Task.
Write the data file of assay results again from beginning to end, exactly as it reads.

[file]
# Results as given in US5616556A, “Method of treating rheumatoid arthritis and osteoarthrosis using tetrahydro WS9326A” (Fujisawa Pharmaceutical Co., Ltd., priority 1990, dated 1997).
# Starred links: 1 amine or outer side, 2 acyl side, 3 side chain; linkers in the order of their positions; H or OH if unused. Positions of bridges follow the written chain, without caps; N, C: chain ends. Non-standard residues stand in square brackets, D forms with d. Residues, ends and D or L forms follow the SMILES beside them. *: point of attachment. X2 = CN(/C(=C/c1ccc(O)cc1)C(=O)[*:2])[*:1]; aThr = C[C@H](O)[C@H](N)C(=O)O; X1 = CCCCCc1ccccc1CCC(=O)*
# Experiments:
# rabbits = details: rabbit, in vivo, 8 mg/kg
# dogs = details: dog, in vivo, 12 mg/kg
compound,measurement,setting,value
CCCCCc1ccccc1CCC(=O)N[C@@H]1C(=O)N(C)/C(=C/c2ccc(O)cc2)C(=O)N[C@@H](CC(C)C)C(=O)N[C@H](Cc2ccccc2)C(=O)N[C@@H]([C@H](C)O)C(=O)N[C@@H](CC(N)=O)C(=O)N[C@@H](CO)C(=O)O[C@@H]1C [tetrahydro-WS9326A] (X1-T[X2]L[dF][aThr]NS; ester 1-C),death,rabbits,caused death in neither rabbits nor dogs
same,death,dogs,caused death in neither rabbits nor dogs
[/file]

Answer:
# Results as given in US5616556A, “Method of treating rheumatoid arthritis and osteoarthrosis using tetrahydro WS9326A” (Fujisawa Pharmaceutical Co., Ltd., priority 1990, dated 1997).
# Starred links: 1 amine or outer side, 2 acyl side, 3 side chain; linkers in the order of their positions; H or OH if unused. Positions of bridges follow the written chain, without caps; N, C: chain ends. Non-standard residues stand in square brackets, D forms with d. Residues, ends and D or L forms follow the SMILES beside them. *: point of attachment. X2 = CN(/C(=C/c1ccc(O)cc1)C(=O)[*:2])[*:1]; aThr = C[C@H](O)[C@H](N)C(=O)O; X1 = CCCCCc1ccccc1CCC(=O)*
# Experiments:
# rabbits = details: rabbit, in vivo, 8 mg/kg
# dogs = details: dog, in vivo, 12 mg/kg
compound,measurement,setting,value
CCCCCc1ccccc1CCC(=O)N[C@@H]1C(=O)N(C)/C(=C/c2ccc(O)cc2)C(=O)N[C@@H](CC(C)C)C(=O)N[C@H](Cc2ccccc2)C(=O)N[C@@H]([C@H](C)O)C(=O)N[C@@H](CC(N)=O)C(=O)N[C@@H](CO)C(=O)O[C@@H]1C [tetrahydro-WS9326A] (X1-T[X2]L[dF][aThr]NS; ester 1-C),death,rabbits,caused death in neither rabbits nor dogs
same,death,dogs,caused death in neither rabbits nor dogs